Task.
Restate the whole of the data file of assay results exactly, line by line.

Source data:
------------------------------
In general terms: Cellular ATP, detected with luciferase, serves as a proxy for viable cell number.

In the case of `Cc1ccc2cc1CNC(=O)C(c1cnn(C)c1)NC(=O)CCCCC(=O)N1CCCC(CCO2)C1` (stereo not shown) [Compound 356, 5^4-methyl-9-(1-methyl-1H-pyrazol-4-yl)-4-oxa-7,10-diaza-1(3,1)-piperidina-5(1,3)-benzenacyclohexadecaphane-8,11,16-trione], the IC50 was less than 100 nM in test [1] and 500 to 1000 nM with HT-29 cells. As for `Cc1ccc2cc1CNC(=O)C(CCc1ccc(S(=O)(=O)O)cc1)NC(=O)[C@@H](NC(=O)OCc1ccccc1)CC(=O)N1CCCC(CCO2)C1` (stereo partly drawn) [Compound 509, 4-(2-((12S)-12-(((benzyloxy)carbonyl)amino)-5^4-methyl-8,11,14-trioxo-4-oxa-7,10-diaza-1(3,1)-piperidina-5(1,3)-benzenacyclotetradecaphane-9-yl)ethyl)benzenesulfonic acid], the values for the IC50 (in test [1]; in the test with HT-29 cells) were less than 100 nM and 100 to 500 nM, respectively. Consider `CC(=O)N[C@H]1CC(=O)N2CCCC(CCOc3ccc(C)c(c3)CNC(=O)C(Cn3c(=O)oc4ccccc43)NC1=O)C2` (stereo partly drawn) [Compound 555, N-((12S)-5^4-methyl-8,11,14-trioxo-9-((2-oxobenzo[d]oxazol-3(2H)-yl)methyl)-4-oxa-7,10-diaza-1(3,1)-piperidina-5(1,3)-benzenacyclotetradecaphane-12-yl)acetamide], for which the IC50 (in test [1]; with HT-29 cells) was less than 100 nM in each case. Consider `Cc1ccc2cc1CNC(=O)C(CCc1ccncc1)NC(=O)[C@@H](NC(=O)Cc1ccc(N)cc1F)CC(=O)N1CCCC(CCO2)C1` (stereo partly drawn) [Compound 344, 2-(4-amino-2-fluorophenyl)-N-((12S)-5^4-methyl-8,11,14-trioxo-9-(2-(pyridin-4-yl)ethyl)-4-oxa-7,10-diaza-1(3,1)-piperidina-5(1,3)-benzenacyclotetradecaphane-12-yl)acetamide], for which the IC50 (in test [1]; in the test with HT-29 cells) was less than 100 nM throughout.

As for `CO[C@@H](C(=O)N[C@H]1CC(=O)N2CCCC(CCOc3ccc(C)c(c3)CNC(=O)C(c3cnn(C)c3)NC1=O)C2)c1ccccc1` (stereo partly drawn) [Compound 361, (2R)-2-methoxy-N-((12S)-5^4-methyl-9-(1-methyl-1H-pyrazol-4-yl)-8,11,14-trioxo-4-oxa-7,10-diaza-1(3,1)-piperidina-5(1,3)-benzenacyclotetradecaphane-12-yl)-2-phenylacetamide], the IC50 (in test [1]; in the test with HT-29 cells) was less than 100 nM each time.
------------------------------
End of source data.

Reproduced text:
In general terms: Cellular ATP, detected with luciferase, serves as a proxy for viable cell number.

In the case of `Cc1ccc2cc1CNC(=O)C(c1cnn(C)c1)NC(=O)CCCCC(=O)N1CCCC(CCO2)C1` (stereo not shown) [Compound 356, 5^4-methyl-9-(1-methyl-1H-pyrazol-4-yl)-4-oxa-7,10-diaza-1(3,1)-piperidina-5(1,3)-benzenacyclohexadecaphane-8,11,16-trione], the IC50 was less than 100 nM in test [1] and 500 to 1000 nM with HT-29 cells. As for `Cc1ccc2cc1CNC(=O)C(CCc1ccc(S(=O)(=O)O)cc1)NC(=O)[C@@H](NC(=O)OCc1ccccc1)CC(=O)N1CCCC(CCO2)C1` (stereo partly drawn) [Compound 509, 4-(2-((12S)-12-(((benzyloxy)carbonyl)amino)-5^4-methyl-8,11,14-trioxo-4-oxa-7,10-diaza-1(3,1)-piperidina-5(1,3)-benzenacyclotetradecaphane-9-yl)ethyl)benzenesulfonic acid], the values for the IC50 (in test [1]; in the test with HT-29 cells) were less than 100 nM and 100 to 500 nM, respectively. Consider `CC(=O)N[C@H]1CC(=O)N2CCCC(CCOc3ccc(C)c(c3)CNC(=O)C(Cn3c(=O)oc4ccccc43)NC1=O)C2` (stereo partly drawn) [Compound 555, N-((12S)-5^4-methyl-8,11,14-trioxo-9-((2-oxobenzo[d]oxazol-3(2H)-yl)methyl)-4-oxa-7,10-diaza-1(3,1)-piperidina-5(1,3)-benzenacyclotetradecaphane-12-yl)acetamide], for which the IC50 (in test [1]; with HT-29 cells) was less than 100 nM in each case. Consider `Cc1ccc2cc1CNC(=O)C(CCc1ccncc1)NC(=O)[C@@H](NC(=O)Cc1ccc(N)cc1F)CC(=O)N1CCCC(CCO2)C1` (stereo partly drawn) [Compound 344, 2-(4-amino-2-fluorophenyl)-N-((12S)-5^4-methyl-8,11,14-trioxo-9-(2-(pyridin-4-yl)ethyl)-4-oxa-7,10-diaza-1(3,1)-piperidina-5(1,3)-benzenacyclotetradecaphane-12-yl)acetamide], for which the IC50 (in test [1]; in the test with HT-29 cells) was less than 100 nM throughout.

As for `CO[C@@H](C(=O)N[C@H]1CC(=O)N2CCCC(CCOc3ccc(C)c(c3)CNC(=O)C(c3cnn(C)c3)NC1=O)C2)c1ccccc1` (stereo partly drawn) [Compound 361, (2R)-2-methoxy-N-((12S)-5^4-methyl-9-(1-methyl-1H-pyrazol-4-yl)-8,11,14-trioxo-4-oxa-7,10-diaza-1(3,1)-piperidina-5(1,3)-benzenacyclotetradecaphane-12-yl)-2-phenylacetamide], the IC50 (in test [1]; in the test with HT-29 cells) was less than 100 nM each time.